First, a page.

Once the server has stored the password, the client pays the computational cost to perform the bind. The server only pays a high computational cost when the password is updated, for example, when an entry with a password is added or during a password modify operation. A SASL SCRAM mechanism therefore offers a way to offload the high computational cost of secure password storage to client applications during authentication.

Passwords storage using a SCRAM storage scheme is compatible with simple binds and SASL PLAIN binds. When a password is stored using a SCRAM storage scheme, the server pays the computational cost to perform the bind during a simple bind or SASL PLAIN bind.

The SCRAM password storage scheme must match the SASL SCRAM mechanism used for authentication. In other words, SASL SCRAM-SHA-256 requires a SCRAM-SHA-256 password storage scheme. SASL SCRAM-SHA-512 requires a SCRAM-SHA-512 password storage scheme.

Default iterations: 10000.

The pseudorandom function for the algorithm corresponds to the HMAC based on SHA-2, where the hash function is SHA-256.

SCRAM-SHA-512One-way hash

Like SCRAM-SHA-256, but the hash function is SHA-512. The corresponding SASL mechanism is named SCRAM-SHA-512.

SHA-1One-way hash

SHA-1 (Secure Hash Algorithm 1) standard developed by the NSA and published by NIST.

Not intended as a secure storage scheme.

[a] Reversible encryption schemes are deprecated.

[b] When you configure a reversible password storage scheme, enable the adminRoot backend, and configure a replication domain for cn=admin data. These additional steps let the replicas store and replicate the secret keys for password encryption.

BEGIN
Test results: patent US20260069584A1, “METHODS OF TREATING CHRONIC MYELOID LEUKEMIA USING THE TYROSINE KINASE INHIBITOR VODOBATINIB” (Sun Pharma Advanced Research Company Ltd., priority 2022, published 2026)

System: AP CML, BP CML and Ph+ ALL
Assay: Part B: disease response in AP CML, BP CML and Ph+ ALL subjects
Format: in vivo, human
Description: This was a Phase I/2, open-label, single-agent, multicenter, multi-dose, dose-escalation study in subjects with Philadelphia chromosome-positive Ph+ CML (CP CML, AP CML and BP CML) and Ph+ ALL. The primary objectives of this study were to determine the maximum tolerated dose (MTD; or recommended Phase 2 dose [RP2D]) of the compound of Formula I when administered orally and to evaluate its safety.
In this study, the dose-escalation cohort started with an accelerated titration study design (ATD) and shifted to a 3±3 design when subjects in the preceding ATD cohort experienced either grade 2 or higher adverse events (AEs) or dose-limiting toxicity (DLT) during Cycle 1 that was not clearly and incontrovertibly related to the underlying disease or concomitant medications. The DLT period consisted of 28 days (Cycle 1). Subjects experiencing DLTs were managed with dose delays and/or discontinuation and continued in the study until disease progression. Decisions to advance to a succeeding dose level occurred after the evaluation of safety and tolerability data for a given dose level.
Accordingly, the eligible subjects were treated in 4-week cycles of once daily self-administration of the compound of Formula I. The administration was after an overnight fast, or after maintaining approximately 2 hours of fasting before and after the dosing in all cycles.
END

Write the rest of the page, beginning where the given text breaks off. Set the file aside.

Password storage schemes listed in the following table have additional configuration settings.

Additional Password Storage Scheme Settings
SchemeSettingDescription

Bcrypt

bcrypt-cost

The cost parameter specifies a key expansion iteration count as a power of two.

A default value of 12 (212 iterations) is considered in 2016 as a reasonable balance between responsiveness and security for regular users.

rehash-policy

Whether the server should rehash passwords after the cost has been changed.

Crypt

crypt-password-storage-encryption-algorithm

Specifies the crypt algorithm to use to encrypt new passwords.

The following values are supported:

unix

The password is encrypted with the weak Unix crypt algorithm.

This is the default setting.

md5

The password is encrypted with the BSD MD5 algorithm and has a $1$ prefix.

sha256

The password is encrypted with the SHA256 algorithm and has a $5$ prefix.

sha512

The password is encrypted with the SHA512 algorithm and has a $6$ prefix.

PBKDF2

PBKDF2-HMAC-SHA256

PBKDF2-HMAC-SHA512